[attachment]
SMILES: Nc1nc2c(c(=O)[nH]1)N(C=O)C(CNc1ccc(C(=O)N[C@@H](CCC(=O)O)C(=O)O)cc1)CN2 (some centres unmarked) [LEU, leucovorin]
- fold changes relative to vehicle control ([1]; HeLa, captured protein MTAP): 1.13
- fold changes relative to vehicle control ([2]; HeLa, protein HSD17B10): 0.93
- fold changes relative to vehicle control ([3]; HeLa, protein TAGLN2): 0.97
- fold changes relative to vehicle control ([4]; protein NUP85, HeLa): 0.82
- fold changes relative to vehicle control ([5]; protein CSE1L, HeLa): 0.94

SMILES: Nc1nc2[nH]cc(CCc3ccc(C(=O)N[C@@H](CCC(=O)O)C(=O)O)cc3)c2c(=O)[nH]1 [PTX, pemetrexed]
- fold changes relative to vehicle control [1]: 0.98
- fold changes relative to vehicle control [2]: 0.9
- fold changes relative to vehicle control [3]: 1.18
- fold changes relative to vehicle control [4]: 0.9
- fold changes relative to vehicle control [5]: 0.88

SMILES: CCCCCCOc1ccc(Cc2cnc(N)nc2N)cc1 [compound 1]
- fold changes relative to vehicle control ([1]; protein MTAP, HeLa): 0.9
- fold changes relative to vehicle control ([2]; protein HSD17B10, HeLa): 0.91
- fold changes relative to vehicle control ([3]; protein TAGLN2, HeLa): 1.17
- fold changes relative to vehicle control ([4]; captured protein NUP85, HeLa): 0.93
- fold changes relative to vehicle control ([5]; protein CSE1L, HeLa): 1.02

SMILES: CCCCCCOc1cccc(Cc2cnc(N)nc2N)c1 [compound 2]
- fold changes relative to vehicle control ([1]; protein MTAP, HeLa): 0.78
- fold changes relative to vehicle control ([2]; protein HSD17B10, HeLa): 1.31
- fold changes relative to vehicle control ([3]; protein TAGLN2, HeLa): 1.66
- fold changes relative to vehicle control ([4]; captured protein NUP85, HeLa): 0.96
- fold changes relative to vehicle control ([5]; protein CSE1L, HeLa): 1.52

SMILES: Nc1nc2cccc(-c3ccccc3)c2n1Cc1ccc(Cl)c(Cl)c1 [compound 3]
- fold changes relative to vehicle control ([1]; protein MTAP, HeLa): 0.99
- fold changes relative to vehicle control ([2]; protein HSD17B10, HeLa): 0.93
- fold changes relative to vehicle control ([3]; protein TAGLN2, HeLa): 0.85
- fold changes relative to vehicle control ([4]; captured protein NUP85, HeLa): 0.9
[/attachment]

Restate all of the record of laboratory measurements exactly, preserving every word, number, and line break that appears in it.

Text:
SMILES: Nc1nc2c(c(=O)[nH]1)N(C=O)C(CNc1ccc(C(=O)N[C@@H](CCC(=O)O)C(=O)O)cc1)CN2 (some centres unmarked) [LEU, leucovorin]
- fold changes relative to vehicle control ([1]; HeLa, captured protein MTAP): 1.13
- fold changes relative to vehicle control ([2]; HeLa, protein HSD17B10): 0.93
- fold changes relative to vehicle control ([3]; HeLa, protein TAGLN2): 0.97
- fold changes relative to vehicle control ([4]; protein NUP85, HeLa): 0.82
- fold changes relative to vehicle control ([5]; protein CSE1L, HeLa): 0.94

SMILES: Nc1nc2[nH]cc(CCc3ccc(C(=O)N[C@@H](CCC(=O)O)C(=O)O)cc3)c2c(=O)[nH]1 [PTX, pemetrexed]
- fold changes relative to vehicle control [1]: 0.98
- fold changes relative to vehicle control [2]: 0.9
- fold changes relative to vehicle control [3]: 1.18
- fold changes relative to vehicle control [4]: 0.9
- fold changes relative to vehicle control [5]: 0.88

SMILES: CCCCCCOc1ccc(Cc2cnc(N)nc2N)cc1 [compound 1]
- fold changes relative to vehicle control ([1]; protein MTAP, HeLa): 0.9
- fold changes relative to vehicle control ([2]; protein HSD17B10, HeLa): 0.91
- fold changes relative to vehicle control ([3]; protein TAGLN2, HeLa): 1.17
- fold changes relative to vehicle control ([4]; captured protein NUP85, HeLa): 0.93
- fold changes relative to vehicle control ([5]; protein CSE1L, HeLa): 1.02

SMILES: CCCCCCOc1cccc(Cc2cnc(N)nc2N)c1 [compound 2]
- fold changes relative to vehicle control ([1]; protein MTAP, HeLa): 0.78
- fold changes relative to vehicle control ([2]; protein HSD17B10, HeLa): 1.31
- fold changes relative to vehicle control ([3]; protein TAGLN2, HeLa): 1.66
- fold changes relative to vehicle control ([4]; captured protein NUP85, HeLa): 0.96
- fold changes relative to vehicle control ([5]; protein CSE1L, HeLa): 1.52

SMILES: Nc1nc2cccc(-c3ccccc3)c2n1Cc1ccc(Cl)c(Cl)c1 [compound 3]
- fold changes relative to vehicle control ([1]; protein MTAP, HeLa): 0.99
- fold changes relative to vehicle control ([2]; protein HSD17B10, HeLa): 0.93
- fold changes relative to vehicle control ([3]; protein TAGLN2, HeLa): 0.85
- fold changes relative to vehicle control ([4]; captured protein NUP85, HeLa): 0.9